An extra kilo of spring grass is ‘5 times more valuable than a kilo in summer’
The value of grass growth in spring and autumn was hammered home to those listening to this year’s Teagasc Virtual Dairy Conference.
In the first of four webinars in this year’s conference this morning (Tuesday, November 24), which focused on making better use of nitrogen (N), the topic of nitrogen use efficiency (NUE) was centre stage.
The panel discussion featured Teagasc specialists Dr. Laurence Shalloo, Dr. Elodie Ruelle and Dr. Owen Fenton, and was moderated by Teagasc head of knowledge transfer Dr. Stan Lalor.
During the webinar, Jack Nolan, a senior inspector with the Department of Agriculture, Food and the Marine, issued listeners with the following challenge:
Can you reduce fertiliser N use next year by half a bag or urea or a bag of CAN?
Dr. Lalor asked one of the panellists, Dr. Elodie Ruelle, where farmers should start next year to cut this N.
In her response, Dr. Ruelle said: “There’s actually no magical answer on where to cut N.”
Referring to the below graph, the panellist added:
“If you look at this [graph] you could be thinking ‘OK, I need to cut my N in the spring and autumn because that’s when the response is lower and I want to grow as much grass as I can given the N I have’.
“But, what we need to remember is the extra grass you’re growing in the summer actually goes into creating silage. OK, silage is very important because you need it to feed your cows during the winter and so on, but there’s no real point in extra silage on your farm.”
She stressed: “Any additional kilo of N put in in the spring or autumn goes directly into the animal – it goes directly to feed your animal and that means you can reduce the silage you’re giving to the animal and reduce the concentrates you’re feeding to the animal, so it’s way more valuable.
Laurence [Shalloo] has done studies which have shown that an extra kilogram of grass in the spring is actually five times more valuable than one in the summer. We really need to take that into account when trying to answer this question.
Turning to another angle, Dr. Ruelle highlighted that a Teagasc study gauging the grass growth over the spring time of a number of years found that every year the grass response to N can be different depending on the weather.
In years with a bad spring – where conditions are cold and wet, with N response levels of 10-12kg DM per kilo of N spread – she said that farmers could indeed cut down on spreading N:
“There’s no point in putting out N if Met Éireann is saying there is going to be 15mm of rainfall over the next couple of days because it’s going to be leeched. You need to look at your farm and look at your weather forecast to know what’s happening.”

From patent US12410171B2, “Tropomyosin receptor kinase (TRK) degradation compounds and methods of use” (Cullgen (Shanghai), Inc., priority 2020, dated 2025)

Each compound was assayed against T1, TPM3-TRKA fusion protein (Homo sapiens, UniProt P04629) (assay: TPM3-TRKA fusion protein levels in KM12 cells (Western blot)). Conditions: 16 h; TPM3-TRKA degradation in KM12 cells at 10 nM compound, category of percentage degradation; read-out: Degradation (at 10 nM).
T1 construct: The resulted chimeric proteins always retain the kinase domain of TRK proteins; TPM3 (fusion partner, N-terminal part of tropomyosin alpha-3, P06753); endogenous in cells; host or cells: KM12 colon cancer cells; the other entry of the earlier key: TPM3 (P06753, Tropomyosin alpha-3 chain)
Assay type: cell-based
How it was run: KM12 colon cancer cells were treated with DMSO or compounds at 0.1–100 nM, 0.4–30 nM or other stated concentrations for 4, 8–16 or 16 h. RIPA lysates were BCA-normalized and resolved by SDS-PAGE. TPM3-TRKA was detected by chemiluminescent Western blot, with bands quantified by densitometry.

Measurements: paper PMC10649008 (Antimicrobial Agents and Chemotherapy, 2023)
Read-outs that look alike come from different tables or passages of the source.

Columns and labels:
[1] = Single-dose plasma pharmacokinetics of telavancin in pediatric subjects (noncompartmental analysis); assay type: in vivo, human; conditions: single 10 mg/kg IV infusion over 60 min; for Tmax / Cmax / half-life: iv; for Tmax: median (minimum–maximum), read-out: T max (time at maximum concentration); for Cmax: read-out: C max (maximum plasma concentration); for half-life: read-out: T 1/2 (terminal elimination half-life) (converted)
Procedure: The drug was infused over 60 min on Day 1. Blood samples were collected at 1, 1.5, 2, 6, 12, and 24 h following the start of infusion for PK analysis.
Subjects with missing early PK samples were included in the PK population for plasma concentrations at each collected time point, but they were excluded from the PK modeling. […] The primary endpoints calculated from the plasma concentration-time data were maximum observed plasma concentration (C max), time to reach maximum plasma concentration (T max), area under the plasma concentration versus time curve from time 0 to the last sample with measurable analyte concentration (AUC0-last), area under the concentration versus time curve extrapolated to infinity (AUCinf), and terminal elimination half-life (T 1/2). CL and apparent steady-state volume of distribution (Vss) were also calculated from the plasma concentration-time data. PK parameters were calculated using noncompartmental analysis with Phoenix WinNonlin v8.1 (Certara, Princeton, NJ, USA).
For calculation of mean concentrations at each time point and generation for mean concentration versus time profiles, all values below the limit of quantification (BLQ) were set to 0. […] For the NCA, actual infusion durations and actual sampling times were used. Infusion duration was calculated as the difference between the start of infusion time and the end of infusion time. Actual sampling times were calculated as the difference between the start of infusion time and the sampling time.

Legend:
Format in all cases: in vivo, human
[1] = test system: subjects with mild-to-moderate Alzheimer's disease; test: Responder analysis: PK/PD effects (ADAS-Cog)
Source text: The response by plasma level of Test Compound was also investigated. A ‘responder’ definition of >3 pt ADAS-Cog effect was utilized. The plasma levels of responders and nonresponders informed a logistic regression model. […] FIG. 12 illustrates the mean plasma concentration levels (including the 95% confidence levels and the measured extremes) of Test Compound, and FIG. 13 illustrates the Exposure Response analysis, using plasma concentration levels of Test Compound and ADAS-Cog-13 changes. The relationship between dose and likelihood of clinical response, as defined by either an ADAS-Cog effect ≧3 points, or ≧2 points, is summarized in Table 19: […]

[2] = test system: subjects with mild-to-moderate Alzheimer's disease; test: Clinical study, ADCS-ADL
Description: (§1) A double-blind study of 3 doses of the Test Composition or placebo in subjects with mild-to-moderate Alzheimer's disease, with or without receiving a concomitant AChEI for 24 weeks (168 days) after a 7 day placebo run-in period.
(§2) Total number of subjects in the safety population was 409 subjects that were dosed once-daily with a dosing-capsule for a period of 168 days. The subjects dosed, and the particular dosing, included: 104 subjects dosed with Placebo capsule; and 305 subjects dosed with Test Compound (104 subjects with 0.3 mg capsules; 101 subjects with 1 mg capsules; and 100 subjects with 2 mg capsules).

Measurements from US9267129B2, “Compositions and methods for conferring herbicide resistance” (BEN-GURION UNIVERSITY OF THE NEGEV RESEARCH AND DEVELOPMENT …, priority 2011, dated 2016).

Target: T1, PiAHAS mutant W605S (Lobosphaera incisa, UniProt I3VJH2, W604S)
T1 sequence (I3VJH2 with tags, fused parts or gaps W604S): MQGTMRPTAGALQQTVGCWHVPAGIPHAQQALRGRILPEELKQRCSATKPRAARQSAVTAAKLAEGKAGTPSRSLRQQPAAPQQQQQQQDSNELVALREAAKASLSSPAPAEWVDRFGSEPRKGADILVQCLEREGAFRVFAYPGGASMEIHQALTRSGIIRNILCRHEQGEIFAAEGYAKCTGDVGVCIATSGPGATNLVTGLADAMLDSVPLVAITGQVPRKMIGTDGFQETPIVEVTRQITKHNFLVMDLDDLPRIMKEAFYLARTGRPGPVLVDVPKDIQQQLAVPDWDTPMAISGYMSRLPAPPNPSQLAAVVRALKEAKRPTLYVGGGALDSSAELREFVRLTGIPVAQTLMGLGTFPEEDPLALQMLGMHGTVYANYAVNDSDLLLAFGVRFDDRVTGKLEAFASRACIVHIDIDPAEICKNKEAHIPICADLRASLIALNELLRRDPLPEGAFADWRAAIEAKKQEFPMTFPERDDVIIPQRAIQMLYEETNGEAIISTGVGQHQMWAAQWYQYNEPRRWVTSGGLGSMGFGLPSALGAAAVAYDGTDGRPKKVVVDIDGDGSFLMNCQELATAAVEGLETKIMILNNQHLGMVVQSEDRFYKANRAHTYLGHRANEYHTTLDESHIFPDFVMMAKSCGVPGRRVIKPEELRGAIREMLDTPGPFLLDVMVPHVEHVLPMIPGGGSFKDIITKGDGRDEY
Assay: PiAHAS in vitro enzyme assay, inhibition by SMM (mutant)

“In that case, I would definitely not cut N in the spring, because that’s very valuable grass. It goes directly into your animal; that’s when you need to feed less silage or less concentrates and create less silage in summer also.
“Look what’s happening on your farm – know your farm, know your soil type, have an action plan in front of you but be flexible and see what’s happening out there,” Dr. Ruelle stressed.
Dr. Shalloo also commented, stating: What I do is start by developing a plan because I would be afraid that just ad-hoc taking out a bag of CAN or half-bag or urea going from one year to the next, you could actually end up using more fertiliser.
“So I would say that it should all be part of a plan; there’s no one saying don’t do it but you make it to be part of a plan. Part of that plan is soil fertility; understanding where your soil fertility is at and are there gaping holes here where we can use P [phosphorous], or lime or K [potassium] – some deficits to fill.
Going back to Elodie’s point about the spring or autumn, obviously we know that grass in the spring is very valuable, and grass in the autumn is valuable, so reducing N in that period may create a deficit that we don’t want to see in our systems.
“Maybe there’s scope to reduce some N but obviously we wouldn’t take out the full cycle.
“For me, the opportunities are probably going to centre around silage: what are the silage stocks like; are there big silage stock?
“If there are then there’s scope to reduce chemical N in your silage; particularly if you, over the last couple of years, have wanted to cut silage and your nitrate levels are preventing you at particular parts of the year, that’s something where maybe there’s scope here to reduce your silage.
“If we think about the mineralisation and the value that we’re going to get from clover the Elodie talked about, they’re going to be more towards the mid season and later in the year. So there is potential taking those into account for saving N.
Our competitive advantage is around grass and grazed grass, so we can’t shorten our grazing season because that’s going to add cost to our system.
“We brought out a report last week which showed that Ireland has the lowest milk price in Europe; our competitive advantage is only on cost – so we have to build on that and ensure that we don’t damage our competitive advantage by management strategies that we put in place,” Dr. Shalloo concluded.